The contents of health food stores can be considered health giving only to the extent they are less harmful than meat, chicken and dairy products. The only foods that qualify to be called health foods, using the true meaning of the word ‘health’, are fresh fruits and vegetables; you can maintain good health indefinitely on these but the same cannot be said for the general run of foods available in health food stores.

Summarizing health diets
Apart from observing the fact that in general the cooking of food leads to an overworked digestive system and increased toxemia, the single common denominator possessed by all effective health diets, cooked or raw, is the drastic lowering of the fat content, which allows the bloodstream to clear itself of fat and allows the red blood cells and blood platelets to unstick, so reducing the blood viscosity and permitting its free circulation and oxygencarrying ability. The enormous improvement in wellbeing that results from this single factor of improved blood condition has nothing to do with anything contained in the diet–the benefit stems from what has been taken out of the diet.

So great is the improvement of health and wellbeing achieved by the simple expedient of improving the circulation that the beneficiaries think they have struck the jackpot; they think they have discovered the perfect diet, be it the grape diet, the macrobiotic diet, the Pritikin diet, the Gerson diet or maybe even the Salisbury diet. And this is easy to understand, but there is more to good health than just improving the blood circulation. What about the delicate chemistry of the blood? What about the avoidance of toxemia? The wear and tear on our internal organs? The wastage of digestive energy and valuable enzymes?

Insidious degeneration can continue undetected in a body apparently brimming with vigorous health. Probably the best example of this is the constant occurrence of sudden death by heart attack of extremely fit athletes and runners. Right up until their sudden collapse, which usually occurs during or just after vigorous activity, these people display all the signs of good health. Their blood viscosity is low because they can metabolize fat quickly from their blood and so their blood pressure is good, they feel good because their blood contains plenty of oxygen, and they don’t “catch” colds because their immune systems are performing properly. They are healthy in this sense, but when death overtakes them autopsies reveal coronary arteries blocked with cholesterol. They had been under the illusion that endurance exercise prevents heart disease, but the evidence is now clear that physical training does not prevent the accumulation of dietary cholesterol in the arteries; it merely maintains a better blood flow and prevents the usual symptoms of heart disease from being displayed.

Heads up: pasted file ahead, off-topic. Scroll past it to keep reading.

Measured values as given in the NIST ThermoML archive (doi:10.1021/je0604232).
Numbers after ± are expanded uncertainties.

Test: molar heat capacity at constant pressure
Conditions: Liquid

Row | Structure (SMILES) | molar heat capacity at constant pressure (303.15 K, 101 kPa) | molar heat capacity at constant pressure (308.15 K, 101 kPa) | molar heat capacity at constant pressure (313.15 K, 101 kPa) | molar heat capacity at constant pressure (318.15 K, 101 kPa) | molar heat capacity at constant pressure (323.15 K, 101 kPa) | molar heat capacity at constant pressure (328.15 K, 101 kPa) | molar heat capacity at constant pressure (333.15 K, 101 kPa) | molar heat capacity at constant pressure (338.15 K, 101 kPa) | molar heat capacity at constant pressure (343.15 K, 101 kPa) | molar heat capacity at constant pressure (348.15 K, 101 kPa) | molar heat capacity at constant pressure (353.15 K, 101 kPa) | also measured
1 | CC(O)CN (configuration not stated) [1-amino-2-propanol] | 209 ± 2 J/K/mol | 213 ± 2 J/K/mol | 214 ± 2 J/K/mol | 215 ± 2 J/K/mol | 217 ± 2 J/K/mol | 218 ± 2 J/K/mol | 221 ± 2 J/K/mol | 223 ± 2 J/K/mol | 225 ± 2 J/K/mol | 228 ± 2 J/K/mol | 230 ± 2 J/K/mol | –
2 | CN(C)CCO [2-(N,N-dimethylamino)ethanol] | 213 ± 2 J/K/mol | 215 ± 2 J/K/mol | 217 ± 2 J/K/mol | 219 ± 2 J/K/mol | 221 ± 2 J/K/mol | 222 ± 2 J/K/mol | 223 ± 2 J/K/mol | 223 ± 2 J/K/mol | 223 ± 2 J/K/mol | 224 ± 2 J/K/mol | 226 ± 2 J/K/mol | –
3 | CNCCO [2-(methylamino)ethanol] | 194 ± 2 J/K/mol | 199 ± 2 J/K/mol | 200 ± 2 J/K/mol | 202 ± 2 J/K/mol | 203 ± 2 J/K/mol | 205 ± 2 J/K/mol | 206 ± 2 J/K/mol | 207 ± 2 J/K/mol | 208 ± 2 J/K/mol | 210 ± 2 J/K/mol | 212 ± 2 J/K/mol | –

Nathan Pritikin was the first one to loudly warn the public of the dangerous illusion that athletes could indulge in a high-cholesterol diet and get away with it. But there are other illusions of which Pritikin was not aware. Avoiding heart disease is not the be all and end all in the quest for good health.

Clean arteries and thin blood are the prime essentials and these are easily accomplished on the Pritikin diet providing the diet is properly followed. The next step is attending to the actual chemistry of the blood and how perfect chemistry can be achieved with the least wear and tear on the vital organs. This involves further investigation into nutrition and the enzymes that make improved nutrition possible. The subject becomes a little different from that of dieting for immediate health benefits, it becomes one of gaining long-term benefit-that is–dieting for longevity.

# Dieting for Longevity

Do tissues and organs wear out, or are they gradually destroyed by processes which could possibly be avoided? Scientific opinion agrees that the human life span potential is about 120 years, and some estimates go higher. These estimates are probably conservative, because quite a number of people are known to have exceeded 110 years without making any special efforts at all to preserve themselves. Be that as it may, the consensus of opinion is that by taking reasonable care, the degeneration which constitutes the aging process can be slowed down so that old age is postponed.

Old age defined
Old age is a degenerative disease of the entire body, the progress of which is determined more by the degenerating factors in a person’s lifestyle than by their chronological age.

Old age described
Everyone knows what old age looks like from the outside, but what changes occur inside the body? In his book The Span of Life, Dr William Malisoff described the atrophy and degeneration of every organ and tissue in the body that accompanies old age and the malfunctions which occur as a result. He said:”The system of organs is so thoroughly connected that all these changes have mutual repercussions. Thus too the liver, pancreas, spleen, kidneys, urinary organs, become atrophied, hardened and degenerated. The capsule of the kidney is thickened, the parenchyma hardened; the connective tissue scleroses and compresses tubules and glomeruli, impairing their action. The changes in the brain, in the spinal cord, in the nerves, are of a similar character. The description of the changes would fill many volumes. We can summarize that they fall into several classes: the atrophies, which have been commented on; the fibroses as replacements by fiber; pigmentations; metaplasias; hyperkeratoses, or skin changes and the like; renunciation of functions, as those of the germ cells and the instance of fat cells which no longer store fat.”